By Ahmed D. Garba
The National Agency for the Prohibition of Trafficking in Persons (NAPTIP) has convicted 629 human traffickers and rescued over 22,000 victims in the past 20 years, solicits for additional resources to sustain its operations.
The announcement was made during a discussion on Strengthening Civic Advocacy and Local Engagement (SCALE), a project funded by the United States Agency for International Development (USAID) through Palladium, said the agency spends approximately N1.5 million every month to provide for victims sheltered in various camps.
The call for more funding was echoed by the Programme Director of the Justice Development and Peace Commission (JDPC), Timothy Ejeh, who highlighted the urgent need for increased support from stakeholders.
Said he: “NAPTIP is underfunded. As we speak, the agency spends about 1.5 million every month to feed survivors of human trafficking. With the fuel subsidy removed, the burden is even more significant.
“There is a need for the private sector to see how they can support the Victims of Trafficking Trust Fund (VOTTF).”
The VOTTF, as per the Trafficking in Persons Prohibition Enforcement and Administration Act 2015, is meant to support victims of human trafficking and violence.
Funds can be raised through confiscating and selling assets of convicted traffickers, as well as through donations from private sectors, religious bodies, and individuals.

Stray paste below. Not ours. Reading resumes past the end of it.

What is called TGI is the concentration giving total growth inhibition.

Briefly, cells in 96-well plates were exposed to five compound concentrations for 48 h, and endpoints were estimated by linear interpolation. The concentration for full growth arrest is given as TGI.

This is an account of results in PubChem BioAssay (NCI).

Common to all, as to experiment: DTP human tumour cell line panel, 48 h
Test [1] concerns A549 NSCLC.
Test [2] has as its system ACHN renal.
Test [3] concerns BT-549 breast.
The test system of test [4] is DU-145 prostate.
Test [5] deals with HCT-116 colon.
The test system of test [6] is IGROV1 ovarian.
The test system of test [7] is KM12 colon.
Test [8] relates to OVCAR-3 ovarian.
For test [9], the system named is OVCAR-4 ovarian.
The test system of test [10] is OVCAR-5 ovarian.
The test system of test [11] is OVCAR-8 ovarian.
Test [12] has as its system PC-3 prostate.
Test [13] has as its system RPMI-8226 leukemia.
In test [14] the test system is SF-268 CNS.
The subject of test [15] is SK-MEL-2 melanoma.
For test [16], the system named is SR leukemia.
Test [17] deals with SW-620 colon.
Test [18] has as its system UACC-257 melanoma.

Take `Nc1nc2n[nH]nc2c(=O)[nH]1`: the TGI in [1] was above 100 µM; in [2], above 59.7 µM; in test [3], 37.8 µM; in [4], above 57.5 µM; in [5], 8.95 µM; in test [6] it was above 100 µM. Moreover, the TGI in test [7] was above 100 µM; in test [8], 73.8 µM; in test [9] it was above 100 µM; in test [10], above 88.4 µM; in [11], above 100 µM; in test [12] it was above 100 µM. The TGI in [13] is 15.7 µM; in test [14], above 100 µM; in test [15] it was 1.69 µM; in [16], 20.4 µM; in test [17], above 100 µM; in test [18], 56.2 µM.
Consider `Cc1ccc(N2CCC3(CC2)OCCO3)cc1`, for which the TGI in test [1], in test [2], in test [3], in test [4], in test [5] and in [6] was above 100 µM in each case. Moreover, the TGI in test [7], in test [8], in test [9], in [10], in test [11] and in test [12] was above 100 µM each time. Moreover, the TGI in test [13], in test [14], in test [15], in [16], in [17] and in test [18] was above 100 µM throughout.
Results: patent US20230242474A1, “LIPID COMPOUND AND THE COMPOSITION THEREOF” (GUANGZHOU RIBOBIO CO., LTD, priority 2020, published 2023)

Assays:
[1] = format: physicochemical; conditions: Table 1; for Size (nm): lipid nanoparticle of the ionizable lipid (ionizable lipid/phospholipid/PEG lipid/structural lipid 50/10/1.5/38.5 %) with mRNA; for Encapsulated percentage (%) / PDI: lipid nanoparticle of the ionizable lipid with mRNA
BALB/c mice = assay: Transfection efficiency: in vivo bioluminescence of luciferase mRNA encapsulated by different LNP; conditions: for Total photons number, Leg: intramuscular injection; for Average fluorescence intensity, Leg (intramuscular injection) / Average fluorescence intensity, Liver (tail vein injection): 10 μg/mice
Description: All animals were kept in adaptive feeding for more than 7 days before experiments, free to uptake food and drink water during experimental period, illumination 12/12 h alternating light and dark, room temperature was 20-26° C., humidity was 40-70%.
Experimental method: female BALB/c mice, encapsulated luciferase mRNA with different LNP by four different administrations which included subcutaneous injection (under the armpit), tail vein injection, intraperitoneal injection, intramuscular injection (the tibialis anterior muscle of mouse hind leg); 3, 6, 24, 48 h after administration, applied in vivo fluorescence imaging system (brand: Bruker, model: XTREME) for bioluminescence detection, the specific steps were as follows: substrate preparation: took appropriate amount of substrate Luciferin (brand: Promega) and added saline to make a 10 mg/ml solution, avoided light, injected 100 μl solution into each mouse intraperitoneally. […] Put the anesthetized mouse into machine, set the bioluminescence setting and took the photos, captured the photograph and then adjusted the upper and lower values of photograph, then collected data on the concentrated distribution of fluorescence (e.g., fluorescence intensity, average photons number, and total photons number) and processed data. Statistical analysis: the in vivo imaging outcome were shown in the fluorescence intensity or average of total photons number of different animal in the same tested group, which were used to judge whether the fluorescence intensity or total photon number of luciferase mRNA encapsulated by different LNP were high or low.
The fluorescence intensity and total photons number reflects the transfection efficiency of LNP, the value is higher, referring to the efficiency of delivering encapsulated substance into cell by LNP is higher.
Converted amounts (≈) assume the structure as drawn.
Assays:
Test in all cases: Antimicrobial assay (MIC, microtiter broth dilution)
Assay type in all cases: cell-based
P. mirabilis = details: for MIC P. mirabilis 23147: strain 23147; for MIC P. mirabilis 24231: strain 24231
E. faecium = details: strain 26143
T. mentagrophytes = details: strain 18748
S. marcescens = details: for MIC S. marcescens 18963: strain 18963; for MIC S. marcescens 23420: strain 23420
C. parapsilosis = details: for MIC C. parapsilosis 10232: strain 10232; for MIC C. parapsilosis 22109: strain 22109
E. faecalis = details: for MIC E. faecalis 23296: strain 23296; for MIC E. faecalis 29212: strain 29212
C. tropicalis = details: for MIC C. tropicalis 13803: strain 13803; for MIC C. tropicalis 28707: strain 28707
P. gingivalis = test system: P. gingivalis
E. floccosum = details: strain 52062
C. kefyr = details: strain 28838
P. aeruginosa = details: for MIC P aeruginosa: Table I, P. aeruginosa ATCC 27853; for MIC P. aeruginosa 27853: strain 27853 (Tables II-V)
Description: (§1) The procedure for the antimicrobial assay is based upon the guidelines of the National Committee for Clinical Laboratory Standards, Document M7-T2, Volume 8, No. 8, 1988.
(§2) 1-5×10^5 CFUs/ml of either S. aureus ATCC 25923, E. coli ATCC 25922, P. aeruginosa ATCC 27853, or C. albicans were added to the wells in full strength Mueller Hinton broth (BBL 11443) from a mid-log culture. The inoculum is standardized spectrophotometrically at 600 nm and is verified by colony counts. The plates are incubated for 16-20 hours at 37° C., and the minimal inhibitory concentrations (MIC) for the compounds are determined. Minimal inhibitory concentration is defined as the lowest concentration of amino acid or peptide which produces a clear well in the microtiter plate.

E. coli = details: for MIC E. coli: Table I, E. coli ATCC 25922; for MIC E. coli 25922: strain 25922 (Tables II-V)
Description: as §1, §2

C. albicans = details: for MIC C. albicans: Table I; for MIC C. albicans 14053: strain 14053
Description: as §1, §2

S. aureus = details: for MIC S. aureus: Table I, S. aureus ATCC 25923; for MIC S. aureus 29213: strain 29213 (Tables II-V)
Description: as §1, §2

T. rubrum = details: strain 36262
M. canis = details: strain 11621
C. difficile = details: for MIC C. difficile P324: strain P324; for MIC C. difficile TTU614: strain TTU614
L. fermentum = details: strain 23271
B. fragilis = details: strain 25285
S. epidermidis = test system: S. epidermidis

Also speaking on the matter, Fatima Magaji Ahmed, the Programme Director of the Federation of Muslim Women Association of Nigeria (FORWAN), emphasized the importance of private sector involvement.
She said, “The sensitization to get funding from the private sector for NAPTIP will go a long way.
“It allows interested persons to donate money towards the cause.”
The announcement came amid an online interactive program, “Conversation with NAPTIP”, held to mark the agency’s 20th anniversary and the 2023 World Day Against Human Trafficking.
The Director-General of NAPTIP, Fatima Waziri-Azi, issued a warning against irregular migration while reaffirming the agency’s commitment to outmaneuver criminals through enhanced partnerships.
“In the past 20 years, the crime of human trafficking has evolved in terms of trends and patterns, but one thing I can say for sure is that Nigeria is better poised to tackle the issues of human trafficking,” Waziri-Azi said.
She further advised Nigerians considering migration to do so legally and responsibly.